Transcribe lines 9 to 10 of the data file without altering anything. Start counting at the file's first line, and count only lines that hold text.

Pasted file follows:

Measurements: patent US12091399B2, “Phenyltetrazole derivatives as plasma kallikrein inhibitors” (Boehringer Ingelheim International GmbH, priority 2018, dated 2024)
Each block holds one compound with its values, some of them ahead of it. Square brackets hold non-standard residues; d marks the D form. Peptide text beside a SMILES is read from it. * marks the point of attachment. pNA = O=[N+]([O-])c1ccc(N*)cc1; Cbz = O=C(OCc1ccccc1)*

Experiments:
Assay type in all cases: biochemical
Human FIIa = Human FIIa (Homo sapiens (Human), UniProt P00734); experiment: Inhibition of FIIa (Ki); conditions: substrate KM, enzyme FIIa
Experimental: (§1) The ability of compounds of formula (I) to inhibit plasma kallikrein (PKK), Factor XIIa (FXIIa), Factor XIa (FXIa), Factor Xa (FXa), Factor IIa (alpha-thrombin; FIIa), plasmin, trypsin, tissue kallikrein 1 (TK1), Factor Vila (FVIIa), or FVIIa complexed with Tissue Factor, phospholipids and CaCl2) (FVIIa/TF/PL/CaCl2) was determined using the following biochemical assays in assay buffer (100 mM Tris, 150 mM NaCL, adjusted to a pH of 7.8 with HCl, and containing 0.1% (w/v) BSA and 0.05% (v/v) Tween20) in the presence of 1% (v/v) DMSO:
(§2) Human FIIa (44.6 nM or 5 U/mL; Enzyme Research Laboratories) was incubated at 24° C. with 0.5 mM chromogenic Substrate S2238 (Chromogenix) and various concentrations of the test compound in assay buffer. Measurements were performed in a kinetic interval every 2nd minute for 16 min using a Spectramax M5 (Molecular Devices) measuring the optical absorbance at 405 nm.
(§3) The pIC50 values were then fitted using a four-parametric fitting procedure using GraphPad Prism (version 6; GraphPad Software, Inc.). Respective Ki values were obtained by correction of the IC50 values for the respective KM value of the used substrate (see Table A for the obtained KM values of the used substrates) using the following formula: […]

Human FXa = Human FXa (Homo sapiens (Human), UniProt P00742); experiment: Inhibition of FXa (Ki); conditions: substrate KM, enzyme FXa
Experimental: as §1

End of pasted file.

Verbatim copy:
Human FXa = Human FXa (Homo sapiens (Human), UniProt P00742); experiment: Inhibition of FXa (Ki); conditions: substrate KM, enzyme FXa
Experimental: as §1